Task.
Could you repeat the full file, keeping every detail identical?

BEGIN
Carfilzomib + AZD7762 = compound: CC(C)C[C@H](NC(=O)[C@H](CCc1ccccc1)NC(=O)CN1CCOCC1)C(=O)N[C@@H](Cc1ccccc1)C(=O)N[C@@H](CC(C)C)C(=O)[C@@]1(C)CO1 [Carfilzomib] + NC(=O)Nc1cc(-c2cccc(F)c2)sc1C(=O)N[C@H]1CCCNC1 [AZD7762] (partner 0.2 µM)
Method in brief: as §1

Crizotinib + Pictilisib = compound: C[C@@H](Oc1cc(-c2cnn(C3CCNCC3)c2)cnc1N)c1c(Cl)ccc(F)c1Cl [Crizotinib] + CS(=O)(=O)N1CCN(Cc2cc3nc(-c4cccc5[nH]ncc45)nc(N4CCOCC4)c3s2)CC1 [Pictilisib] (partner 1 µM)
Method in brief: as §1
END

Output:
Carfilzomib + AZD7762 = compound: CC(C)C[C@H](NC(=O)[C@H](CCc1ccccc1)NC(=O)CN1CCOCC1)C(=O)N[C@@H](Cc1ccccc1)C(=O)N[C@@H](CC(C)C)C(=O)[C@@]1(C)CO1 [Carfilzomib] + NC(=O)Nc1cc(-c2cccc(F)c2)sc1C(=O)N[C@H]1CCCNC1 [AZD7762] (partner 0.2 µM)
Method in brief: as §1

Crizotinib + Pictilisib = compound: C[C@@H](Oc1cc(-c2cnn(C3CCNCC3)c2)cnc1N)c1c(Cl)ccc(F)c1Cl [Crizotinib] + CS(=O)(=O)N1CCN(Cc2cc3nc(-c4cccc5[nH]ncc45)nc(N4CCOCC4)c3s2)CC1 [Pictilisib] (partner 1 µM)
Method in brief: as §1